Legislative Landscape U.S. September 2020


Sponsored by: West Texas National Bank 

 We are homing in on the election that is now only about a month out. Right now is usually the time pundits are speculating about an October surprise, although it seems like we have already had our share of September surprises which sounds like a better alliteration but tests the limits of our endurance to keep up with every turn of event until election day.

From the passing of Supreme Court Justice Ginsburg and the ensuing nomination battle for her successor to continued civil unrest and the presidential debates, there are nearly too many issues in comparison to space for headlines. Those topics will continue to attract the attention of the electorate, and rightly so given their long-lasting effects on the fabric of our nation, however in today’s legislative landscape we are focusing on the policies garnering less attention that have more immediate effect on our industry.

Going largely unnoticed, the government’s current spending authority will run out at the end of this month. Last week the House took action to pass a continuing resolution to keep the government running through December 11th. Despite being initially left out, Credit Commodity Corporation funding that is used to provide USDA farm bill and COVID relief funds was included in the bill and fully replenished. With the CCC funding intact, the House passed the bill with an overwhelming bipartisan majority vote of 359-57. The bill is now sitting in the Senate, which is in session this week, and is expected to be passed before the government funding deadline.

With the inclusion of the CCC funding, the White House and USDA quickly announced that a second round of the Coronavirus Food Assistance Program payments will be made available totaling more than $14 billion. Before this assistance was announced, the USDA chief economist released an article detailing how government transfers to producers are up 65% from 2020 resulting in just over a 1/3rd of farm income coming from federal payments. While these payments have been made to offset trade retaliation, market distortions, and the effects of COVID on agriculture, the sustainability of these payments remains uncertain as the government funding bill indicates. That continues to leave agriculture in a precarious position as the chief economists article points out, citing at the end of his article a University of Missouri study expecting farm income to fall by $21.9 billion in 2021 compared to pre-COVID forecasts. That decrease is calculated after accounting for government aid from farm bill programs but no extension of CFAP, MFP, or another round of congressional COVID relief programs like the PPP.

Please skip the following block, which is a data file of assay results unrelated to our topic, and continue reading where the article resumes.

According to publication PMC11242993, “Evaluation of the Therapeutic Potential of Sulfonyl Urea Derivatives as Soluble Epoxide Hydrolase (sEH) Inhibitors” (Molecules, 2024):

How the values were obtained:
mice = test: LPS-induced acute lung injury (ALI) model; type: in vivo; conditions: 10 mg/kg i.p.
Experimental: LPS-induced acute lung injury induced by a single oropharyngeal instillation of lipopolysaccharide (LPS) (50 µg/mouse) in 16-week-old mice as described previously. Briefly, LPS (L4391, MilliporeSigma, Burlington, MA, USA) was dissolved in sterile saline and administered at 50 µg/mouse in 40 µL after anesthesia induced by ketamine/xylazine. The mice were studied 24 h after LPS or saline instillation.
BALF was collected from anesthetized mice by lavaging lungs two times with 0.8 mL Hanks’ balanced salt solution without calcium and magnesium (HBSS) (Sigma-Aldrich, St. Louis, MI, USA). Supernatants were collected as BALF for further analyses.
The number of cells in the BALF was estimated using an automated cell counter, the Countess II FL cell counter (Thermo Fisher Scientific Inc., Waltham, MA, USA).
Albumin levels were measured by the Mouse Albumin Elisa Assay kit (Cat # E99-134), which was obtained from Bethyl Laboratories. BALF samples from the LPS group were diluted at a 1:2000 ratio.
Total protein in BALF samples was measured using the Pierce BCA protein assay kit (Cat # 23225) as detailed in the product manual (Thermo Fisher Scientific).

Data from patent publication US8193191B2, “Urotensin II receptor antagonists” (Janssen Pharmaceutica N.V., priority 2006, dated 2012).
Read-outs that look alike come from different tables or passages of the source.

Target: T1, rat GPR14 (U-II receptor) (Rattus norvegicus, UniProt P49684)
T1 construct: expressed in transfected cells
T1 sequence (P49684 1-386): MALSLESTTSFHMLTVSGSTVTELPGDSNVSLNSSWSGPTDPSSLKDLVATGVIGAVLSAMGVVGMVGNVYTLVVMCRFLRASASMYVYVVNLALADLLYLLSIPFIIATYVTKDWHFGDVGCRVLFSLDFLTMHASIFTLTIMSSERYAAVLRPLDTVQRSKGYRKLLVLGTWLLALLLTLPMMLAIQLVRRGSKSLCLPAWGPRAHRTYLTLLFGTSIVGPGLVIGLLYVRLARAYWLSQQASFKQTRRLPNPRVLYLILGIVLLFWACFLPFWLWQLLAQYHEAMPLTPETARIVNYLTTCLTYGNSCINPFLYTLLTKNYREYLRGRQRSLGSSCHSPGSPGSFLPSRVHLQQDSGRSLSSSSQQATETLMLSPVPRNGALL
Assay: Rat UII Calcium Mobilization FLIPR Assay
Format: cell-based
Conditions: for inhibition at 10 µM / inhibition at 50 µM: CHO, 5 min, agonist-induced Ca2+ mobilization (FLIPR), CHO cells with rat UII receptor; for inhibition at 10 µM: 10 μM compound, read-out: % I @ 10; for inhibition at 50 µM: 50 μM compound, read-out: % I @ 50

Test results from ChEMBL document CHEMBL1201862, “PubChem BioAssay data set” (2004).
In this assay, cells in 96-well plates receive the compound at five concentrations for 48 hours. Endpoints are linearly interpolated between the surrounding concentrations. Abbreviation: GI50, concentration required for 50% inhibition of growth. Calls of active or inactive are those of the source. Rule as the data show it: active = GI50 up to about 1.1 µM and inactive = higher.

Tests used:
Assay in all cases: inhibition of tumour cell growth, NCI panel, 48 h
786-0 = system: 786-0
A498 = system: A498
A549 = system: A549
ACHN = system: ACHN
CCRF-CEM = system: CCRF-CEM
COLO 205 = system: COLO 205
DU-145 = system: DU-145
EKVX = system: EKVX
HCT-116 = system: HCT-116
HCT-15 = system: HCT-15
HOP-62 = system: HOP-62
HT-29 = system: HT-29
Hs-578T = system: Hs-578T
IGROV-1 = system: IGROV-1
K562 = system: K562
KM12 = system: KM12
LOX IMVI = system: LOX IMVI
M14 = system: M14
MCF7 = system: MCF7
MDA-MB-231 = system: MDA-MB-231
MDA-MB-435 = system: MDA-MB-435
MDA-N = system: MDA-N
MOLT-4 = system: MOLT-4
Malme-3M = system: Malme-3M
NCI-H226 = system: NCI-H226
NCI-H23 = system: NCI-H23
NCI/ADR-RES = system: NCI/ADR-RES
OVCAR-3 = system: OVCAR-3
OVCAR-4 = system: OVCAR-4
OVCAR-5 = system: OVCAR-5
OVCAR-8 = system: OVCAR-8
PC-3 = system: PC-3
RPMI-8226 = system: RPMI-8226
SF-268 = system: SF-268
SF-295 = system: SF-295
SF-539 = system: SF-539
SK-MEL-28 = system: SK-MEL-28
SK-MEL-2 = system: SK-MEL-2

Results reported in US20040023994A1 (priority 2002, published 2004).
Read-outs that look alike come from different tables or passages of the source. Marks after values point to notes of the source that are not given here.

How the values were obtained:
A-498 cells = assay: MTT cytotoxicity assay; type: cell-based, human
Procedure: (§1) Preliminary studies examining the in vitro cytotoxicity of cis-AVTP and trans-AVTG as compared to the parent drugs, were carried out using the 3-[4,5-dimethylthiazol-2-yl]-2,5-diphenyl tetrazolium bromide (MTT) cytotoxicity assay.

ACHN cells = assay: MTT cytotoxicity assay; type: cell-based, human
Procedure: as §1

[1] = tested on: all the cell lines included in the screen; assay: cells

That takes us to the status of a potential phase IV COVID relief package from Congress. After the Senate firmly rejected the House passed $3 trillion dollar package, the House went back to the drawing board and the democrat majority is currently moving a paired-down $2.4 trillion dollar package. The bill still appears to be too much for the Republican-controlled Senate to get behind and puts in doubt the likelihood that Congress will pass a phase IV relief package before the election.

We now turn our attention to the Right to Repair roundup where there is mixed news about potential R2R legislation in 2021. After the primary sponsor of right to repair legislation in Idaho lost her primary challenge, the Idaho Farm Bureau is signaling that they will not be pushing their own right to repair bill, but are leaving the door open to supporting future legislation if it aligns with their internal policy. This is good news as we will continue to work with the Idaho Farm Bureau and its members on solutions that don’t involve unnecessary, prescriptive legislation.

Moving over to Missouri, we are hearing rumblings that the previous bill sponsor of Right to Repair legislation is once again placing the issue on a legislative priorities list for the 2021 legislative session. We are hopeful that we can build on the work we did earlier this year to dissuade legislators from pursuing further legislation.

And finally, in a related note, the State of Massachusetts is being overrun with television ads from both sides about the consequences of passing a ballot measure that would expand right to repair for the auto industry in the state. The ballot measure would expand on previously passed auto right to repair legislation by opening up access to vehicle telematics software. The ballot measure directly contradicts a memorandum of understanding the auto industry and right to repair proponents agreed to previously. To date, the ad campaigns from both sides have surpassed $35 million in spending.

On that note, hope everyone is having a successful harvest and we’ll see what the next month brings!

Podcast By Eric Wareham

ERIC WAREHAM is the vice president of government affairs for the Western Equipment Dealers Association. He is a graduate of the Willamette University College of Law and Augusta State University. Eric may be reached by writing to ewareham@westerneda.com.


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